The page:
For a generation of young filmmakers and artists coming into their own in the ’90s and ’00s, Larry Clark has served as a patron saint of provocation-a reverence well deserved after his unforgettable feature-film debut, 1995’s valentine to downtown teenage brutality, Kids. Working with a script written by a then-21-year-old skater named Harmony Korine and using untested actors like Chloë Sevigny, Leo Fitzpatrick, and Rosario Dawson-and non-actors like Justin Pierce and Harold Hunter-Kids shook all senses of a moral line in cinema by portraying urban youth so honestly and openly that it came off as criminally obscene. Fifteen years later, the film reads far more as a compassionate portrait of a sometimes uncompassionate group of skateboarders and their friends, but Kids set Clark off on a now notorious cinematic odyssey through a maelstrom of drugs, sex, murder, domestic abuse, suicide, loitering, masturbation, AIDS, incest, and pretty much every other horror running through the teenage psyche in films such as Bully (2001), Ken Park (2002), and Wassup Rockers (2005).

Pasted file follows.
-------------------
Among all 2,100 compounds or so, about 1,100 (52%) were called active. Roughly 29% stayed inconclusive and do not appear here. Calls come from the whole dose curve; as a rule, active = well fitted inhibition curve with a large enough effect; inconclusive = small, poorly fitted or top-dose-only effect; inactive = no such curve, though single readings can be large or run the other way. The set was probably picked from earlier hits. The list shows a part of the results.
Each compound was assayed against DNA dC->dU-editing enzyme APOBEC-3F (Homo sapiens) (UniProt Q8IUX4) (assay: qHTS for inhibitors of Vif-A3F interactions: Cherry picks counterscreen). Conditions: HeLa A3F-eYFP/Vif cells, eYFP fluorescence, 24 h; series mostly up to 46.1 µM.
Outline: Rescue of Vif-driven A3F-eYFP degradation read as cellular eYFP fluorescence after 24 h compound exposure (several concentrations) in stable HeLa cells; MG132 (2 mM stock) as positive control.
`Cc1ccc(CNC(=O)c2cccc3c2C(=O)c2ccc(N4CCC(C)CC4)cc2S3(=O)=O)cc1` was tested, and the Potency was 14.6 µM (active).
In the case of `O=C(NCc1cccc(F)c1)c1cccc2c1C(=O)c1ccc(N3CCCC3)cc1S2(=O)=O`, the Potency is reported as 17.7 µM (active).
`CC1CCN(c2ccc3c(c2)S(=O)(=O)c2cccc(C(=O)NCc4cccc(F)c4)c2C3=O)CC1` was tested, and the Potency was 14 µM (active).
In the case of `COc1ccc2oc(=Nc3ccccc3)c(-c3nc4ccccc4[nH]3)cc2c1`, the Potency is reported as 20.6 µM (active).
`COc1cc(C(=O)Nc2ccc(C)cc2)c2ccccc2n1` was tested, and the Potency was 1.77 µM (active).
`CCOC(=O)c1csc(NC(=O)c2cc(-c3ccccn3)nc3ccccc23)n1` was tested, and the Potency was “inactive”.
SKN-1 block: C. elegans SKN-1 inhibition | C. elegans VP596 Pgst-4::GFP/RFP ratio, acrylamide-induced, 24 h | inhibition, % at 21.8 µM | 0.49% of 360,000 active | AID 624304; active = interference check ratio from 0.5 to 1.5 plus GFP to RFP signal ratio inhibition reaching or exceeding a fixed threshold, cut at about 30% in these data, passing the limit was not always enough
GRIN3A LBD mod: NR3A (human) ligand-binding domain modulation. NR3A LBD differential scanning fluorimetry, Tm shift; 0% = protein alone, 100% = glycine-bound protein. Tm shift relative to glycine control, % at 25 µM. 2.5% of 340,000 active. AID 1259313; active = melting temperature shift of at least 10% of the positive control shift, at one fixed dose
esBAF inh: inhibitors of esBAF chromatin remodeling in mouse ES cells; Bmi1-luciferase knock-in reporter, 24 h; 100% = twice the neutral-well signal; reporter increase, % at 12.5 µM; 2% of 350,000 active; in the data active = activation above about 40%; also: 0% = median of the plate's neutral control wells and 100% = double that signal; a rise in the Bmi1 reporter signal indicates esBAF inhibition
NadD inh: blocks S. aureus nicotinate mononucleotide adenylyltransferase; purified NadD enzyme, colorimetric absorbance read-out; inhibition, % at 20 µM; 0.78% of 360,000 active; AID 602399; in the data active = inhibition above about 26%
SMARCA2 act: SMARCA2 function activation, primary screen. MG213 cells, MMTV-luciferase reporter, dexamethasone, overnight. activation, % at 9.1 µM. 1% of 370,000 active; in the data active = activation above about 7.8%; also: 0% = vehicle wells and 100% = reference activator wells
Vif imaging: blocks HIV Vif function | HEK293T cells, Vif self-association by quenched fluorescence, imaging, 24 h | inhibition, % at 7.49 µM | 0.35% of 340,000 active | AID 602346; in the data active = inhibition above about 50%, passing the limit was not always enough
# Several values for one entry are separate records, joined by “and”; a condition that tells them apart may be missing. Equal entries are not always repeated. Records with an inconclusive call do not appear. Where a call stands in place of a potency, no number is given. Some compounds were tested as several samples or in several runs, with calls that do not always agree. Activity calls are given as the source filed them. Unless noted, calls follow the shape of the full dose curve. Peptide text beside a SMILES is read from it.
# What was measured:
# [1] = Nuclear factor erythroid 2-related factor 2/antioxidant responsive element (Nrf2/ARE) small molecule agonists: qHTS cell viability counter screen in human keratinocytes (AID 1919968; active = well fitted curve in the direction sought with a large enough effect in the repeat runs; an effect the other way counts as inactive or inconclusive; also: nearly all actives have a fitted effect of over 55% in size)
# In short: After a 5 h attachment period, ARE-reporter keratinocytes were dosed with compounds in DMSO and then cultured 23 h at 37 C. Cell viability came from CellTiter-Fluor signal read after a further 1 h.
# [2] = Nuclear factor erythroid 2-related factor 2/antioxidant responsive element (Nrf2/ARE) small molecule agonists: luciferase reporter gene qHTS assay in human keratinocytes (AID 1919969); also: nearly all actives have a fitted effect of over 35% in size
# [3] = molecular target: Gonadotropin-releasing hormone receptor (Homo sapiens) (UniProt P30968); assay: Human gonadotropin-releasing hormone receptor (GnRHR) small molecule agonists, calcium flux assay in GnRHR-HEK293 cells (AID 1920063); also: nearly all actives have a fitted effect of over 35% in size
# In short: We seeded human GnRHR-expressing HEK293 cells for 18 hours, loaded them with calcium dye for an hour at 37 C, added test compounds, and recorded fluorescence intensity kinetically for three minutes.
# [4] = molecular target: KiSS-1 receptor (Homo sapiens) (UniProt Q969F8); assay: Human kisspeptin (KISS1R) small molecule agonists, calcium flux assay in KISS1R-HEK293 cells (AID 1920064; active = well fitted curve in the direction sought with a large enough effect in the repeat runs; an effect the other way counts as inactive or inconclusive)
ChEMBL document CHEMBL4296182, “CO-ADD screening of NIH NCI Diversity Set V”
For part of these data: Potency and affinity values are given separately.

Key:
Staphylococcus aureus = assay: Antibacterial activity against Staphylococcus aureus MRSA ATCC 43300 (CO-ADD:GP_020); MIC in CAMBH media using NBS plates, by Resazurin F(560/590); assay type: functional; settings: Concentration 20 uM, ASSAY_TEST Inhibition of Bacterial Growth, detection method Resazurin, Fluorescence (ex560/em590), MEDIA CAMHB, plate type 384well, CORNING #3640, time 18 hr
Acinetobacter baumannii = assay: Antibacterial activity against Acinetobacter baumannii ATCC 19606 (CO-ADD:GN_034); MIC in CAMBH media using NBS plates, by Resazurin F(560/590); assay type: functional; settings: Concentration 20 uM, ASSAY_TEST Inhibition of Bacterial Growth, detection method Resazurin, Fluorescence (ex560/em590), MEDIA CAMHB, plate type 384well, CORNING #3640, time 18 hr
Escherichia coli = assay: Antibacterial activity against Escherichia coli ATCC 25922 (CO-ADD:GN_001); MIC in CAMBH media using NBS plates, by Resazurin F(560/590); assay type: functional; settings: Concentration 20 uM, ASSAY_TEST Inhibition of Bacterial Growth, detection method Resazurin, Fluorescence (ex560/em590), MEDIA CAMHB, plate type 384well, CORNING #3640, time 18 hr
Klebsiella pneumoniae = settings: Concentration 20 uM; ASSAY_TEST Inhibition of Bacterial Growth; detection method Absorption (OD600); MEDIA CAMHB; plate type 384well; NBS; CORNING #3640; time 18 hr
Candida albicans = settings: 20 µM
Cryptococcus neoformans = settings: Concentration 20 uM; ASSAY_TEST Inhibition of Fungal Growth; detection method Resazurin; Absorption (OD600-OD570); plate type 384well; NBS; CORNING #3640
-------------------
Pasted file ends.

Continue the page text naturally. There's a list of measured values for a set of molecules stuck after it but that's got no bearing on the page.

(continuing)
This transformation from rogue artist to rebel icon was nothing new for Clark-it was only new for him in the genre of film. Clark first came into dissenter collective consciousness in 1971 with the publication of his bleak, direct, and utterly mythic black-and-white monograph Tulsa. Shot over a period of years in the ’60s and early ’70s of his friends and speed-taking co-conspirators in his hometown of Tulsa, Oklahoma, the photographic series captured a rogue, nightmarish side of American youth with a documentary-style realism that would become Clark’s signature. When the book first appeared, it caused a sensation; this was an intimate, irrefutable portrait of something going wrong in the middle of the country. As Clark himself explains, by 1971, the drug culture in America had already been around for several years, only the optimism of it was souring. Tulsa thus presented something of a flip side to the California hippie movement of the ’60s. But Tulsa-much like Clark’s equally stunning and startling series that came later, Teenage Lust, The Perfect Childhood, and punk Picasso-is not offering a warning or a sermon. Rather, Clark captures his Oklahoma acquaintances in lyrical, deeply private, and often heroic ways. No wonder, as Clark remembers, one more amusing critique of Tulsa at the time came by way of a cartoon that ran in The New Yorker of hell with devils and fire, and on one side a man taking pictures. The message here is clear: Something as terrifying as Tulsa can only be taken by someone on the inside.
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